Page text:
First-time filmmakers Kris Kelly and Evelyn McGrath retrace the steps that brought them to creating their BAFTA-nominated short, Here to Fall.
Here To Fall is our first film. We, Kris Kelly and Evelyn McGrath, joined forces four years ago under the name ‘Blacknorth’, with the idea that we would direct and produce content for other people as well as develop our own original work. During the four years we worked on a fairly broad range of projects and were soon able to understand what kind of story we wanted to tell and how to tell it, which led to Here To Fall.
I (Kris) studied Animation at the University of Ulster, Belfast. I studied with Alistair Herron, who pushed me to ask why I wanted to create something, rather than how. It took three years for that penny to drop but that’s been my starting point ever since. I always want to explore something, document it; I never really responded to filmmaking that was just entertainment. I entered the industry in a pretty standard way, starting as a motion graphics designer and progressing to a director over a few years, but I was always using this as a stepping stone to get where I am now.
I (Evelyn) studied Fine Art at NCAD in Dublin, then went in the opposite direction and tried to train that into a commercial career. It was actually very helpful having that understanding of abstract ideas and visual representation. Coming from that perspective, interpreting ideas is often more important to me than narrative. I hadn’t really intended to create films, but while working in TV and production, I began to see how diverse animation had become and how much potential there is to develop odd, abstract narratives. It’s been a discovery for me.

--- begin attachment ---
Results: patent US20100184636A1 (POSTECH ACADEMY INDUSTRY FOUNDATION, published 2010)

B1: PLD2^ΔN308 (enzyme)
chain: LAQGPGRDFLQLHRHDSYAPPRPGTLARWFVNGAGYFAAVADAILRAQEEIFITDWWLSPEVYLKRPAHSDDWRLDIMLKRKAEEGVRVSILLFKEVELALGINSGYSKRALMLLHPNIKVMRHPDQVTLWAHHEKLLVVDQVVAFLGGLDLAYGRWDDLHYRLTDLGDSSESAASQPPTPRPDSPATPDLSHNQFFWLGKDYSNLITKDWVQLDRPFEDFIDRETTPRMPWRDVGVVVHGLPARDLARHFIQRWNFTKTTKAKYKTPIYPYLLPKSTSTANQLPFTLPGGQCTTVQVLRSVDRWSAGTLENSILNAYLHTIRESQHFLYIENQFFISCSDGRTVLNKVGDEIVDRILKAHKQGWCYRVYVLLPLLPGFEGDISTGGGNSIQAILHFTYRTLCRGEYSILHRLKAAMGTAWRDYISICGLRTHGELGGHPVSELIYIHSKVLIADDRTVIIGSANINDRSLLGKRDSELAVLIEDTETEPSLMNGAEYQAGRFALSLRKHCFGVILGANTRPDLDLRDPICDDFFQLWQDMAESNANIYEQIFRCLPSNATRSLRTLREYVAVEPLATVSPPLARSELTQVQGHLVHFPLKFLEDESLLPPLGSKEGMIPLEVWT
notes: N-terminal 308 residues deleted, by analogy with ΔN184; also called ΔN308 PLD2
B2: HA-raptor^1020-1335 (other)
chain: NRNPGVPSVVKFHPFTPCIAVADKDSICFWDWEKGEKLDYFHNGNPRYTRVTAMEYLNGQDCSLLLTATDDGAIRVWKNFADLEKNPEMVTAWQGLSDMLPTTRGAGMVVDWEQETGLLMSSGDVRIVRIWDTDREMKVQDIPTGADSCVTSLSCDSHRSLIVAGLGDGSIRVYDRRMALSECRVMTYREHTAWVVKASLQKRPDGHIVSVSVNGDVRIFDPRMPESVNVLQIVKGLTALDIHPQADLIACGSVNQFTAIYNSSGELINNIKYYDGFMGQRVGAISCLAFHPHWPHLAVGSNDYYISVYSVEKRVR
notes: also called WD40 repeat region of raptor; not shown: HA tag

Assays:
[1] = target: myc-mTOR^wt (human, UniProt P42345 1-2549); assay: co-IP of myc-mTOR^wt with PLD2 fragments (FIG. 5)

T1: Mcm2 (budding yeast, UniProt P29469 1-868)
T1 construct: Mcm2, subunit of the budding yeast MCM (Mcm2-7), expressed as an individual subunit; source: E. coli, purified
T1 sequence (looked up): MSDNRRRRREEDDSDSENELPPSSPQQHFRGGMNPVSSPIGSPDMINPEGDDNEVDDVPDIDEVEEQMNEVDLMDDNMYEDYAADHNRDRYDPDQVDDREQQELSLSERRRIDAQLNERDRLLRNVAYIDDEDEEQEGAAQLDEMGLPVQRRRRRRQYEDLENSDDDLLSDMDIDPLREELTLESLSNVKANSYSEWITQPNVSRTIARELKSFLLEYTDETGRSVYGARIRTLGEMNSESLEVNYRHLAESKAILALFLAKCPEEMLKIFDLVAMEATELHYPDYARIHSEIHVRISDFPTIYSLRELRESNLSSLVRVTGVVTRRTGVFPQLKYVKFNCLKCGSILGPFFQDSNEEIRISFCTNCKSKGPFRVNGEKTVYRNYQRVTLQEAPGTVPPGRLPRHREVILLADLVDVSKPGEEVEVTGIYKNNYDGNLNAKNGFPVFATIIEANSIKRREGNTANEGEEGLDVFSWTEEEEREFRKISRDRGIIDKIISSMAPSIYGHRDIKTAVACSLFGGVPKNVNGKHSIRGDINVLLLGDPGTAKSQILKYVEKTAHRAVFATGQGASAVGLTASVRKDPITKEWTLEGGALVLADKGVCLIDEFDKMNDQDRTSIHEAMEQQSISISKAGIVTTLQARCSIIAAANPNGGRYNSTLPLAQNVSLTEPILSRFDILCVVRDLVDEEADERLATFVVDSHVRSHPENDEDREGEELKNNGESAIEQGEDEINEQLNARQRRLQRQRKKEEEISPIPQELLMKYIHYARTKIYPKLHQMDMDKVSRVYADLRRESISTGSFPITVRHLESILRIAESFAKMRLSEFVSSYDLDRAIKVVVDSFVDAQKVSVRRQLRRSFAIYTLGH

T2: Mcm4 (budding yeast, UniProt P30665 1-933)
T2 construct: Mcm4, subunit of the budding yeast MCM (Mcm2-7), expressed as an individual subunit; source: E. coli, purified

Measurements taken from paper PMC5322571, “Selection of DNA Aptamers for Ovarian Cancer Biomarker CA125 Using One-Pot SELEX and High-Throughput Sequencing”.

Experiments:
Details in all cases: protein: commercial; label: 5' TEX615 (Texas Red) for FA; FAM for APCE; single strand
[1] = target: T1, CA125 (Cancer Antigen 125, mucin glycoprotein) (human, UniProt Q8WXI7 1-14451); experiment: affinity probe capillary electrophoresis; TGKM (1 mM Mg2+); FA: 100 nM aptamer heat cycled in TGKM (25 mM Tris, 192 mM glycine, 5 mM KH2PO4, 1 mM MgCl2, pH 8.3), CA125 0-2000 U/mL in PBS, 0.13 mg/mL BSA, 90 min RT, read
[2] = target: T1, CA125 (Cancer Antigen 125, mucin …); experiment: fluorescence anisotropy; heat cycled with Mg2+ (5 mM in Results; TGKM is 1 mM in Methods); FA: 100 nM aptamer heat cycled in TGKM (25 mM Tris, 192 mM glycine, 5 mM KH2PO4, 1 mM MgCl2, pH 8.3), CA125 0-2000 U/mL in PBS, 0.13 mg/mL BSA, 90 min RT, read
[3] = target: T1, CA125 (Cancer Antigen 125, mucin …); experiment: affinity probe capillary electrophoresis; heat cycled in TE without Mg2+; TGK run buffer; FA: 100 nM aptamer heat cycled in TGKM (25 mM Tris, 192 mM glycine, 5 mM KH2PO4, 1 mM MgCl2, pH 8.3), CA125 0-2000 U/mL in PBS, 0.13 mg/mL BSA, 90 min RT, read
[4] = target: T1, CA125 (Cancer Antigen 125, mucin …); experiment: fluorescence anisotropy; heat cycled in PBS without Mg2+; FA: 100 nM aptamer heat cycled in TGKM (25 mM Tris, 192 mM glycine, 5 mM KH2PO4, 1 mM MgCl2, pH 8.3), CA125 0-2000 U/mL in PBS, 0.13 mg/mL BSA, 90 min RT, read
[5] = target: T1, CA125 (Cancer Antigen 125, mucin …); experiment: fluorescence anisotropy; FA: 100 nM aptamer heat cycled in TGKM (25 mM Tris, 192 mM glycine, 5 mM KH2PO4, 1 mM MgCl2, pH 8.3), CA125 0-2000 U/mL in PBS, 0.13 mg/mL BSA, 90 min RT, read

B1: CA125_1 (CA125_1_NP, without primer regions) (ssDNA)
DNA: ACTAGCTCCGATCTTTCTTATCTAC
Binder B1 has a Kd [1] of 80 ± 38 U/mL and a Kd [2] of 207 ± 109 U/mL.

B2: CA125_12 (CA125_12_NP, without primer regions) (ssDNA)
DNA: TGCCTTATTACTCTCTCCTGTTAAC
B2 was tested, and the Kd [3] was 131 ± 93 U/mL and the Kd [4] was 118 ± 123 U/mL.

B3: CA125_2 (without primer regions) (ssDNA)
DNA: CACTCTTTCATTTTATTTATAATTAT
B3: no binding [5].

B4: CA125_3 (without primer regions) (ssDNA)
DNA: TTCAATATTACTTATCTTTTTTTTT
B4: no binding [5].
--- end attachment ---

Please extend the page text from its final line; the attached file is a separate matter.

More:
"We’re completely blown over. Especially for our first film, it’s a huge honour. When you’re creating a film you just want people to see it."
Before Here To Fall, we directed animation in a number of productions for the BBC who were documenting families experiencing a range of difficulties. It was really interesting because we felt we had a responsibility to produce content that had a very specific purpose. It was a real driver when choosing our first story to develop, and Here To Fall was really us exporting separation issues between parents and children within a digital age, an issue that seemed to be affecting some people around us.
We spent quite a bit of time deciding what we would use visually to represent the girl’s emotions and experiences. Trying to visualise and render a void or emptiness she could interact with was particularly hard. Around the same time artists like David O’Reilly were pushing the boundary of what was acceptable in digital animation; we got a lot of confidence from his bold decisions. We completed it in June 2012 and it’s been to a few festivals already, getting a great reaction. Seeing it at festivals has been really rewarding. The next step is to think about an online launch.
Being BAFTA-nominated has been incredible. We’re completely blown over. Especially for our first film, it’s a huge honour. When you’re creating a film you just want people to see it. The exposure has opened up an entirely new audience for the film and the studio, and we’re hoping to connect with that audience for future projects.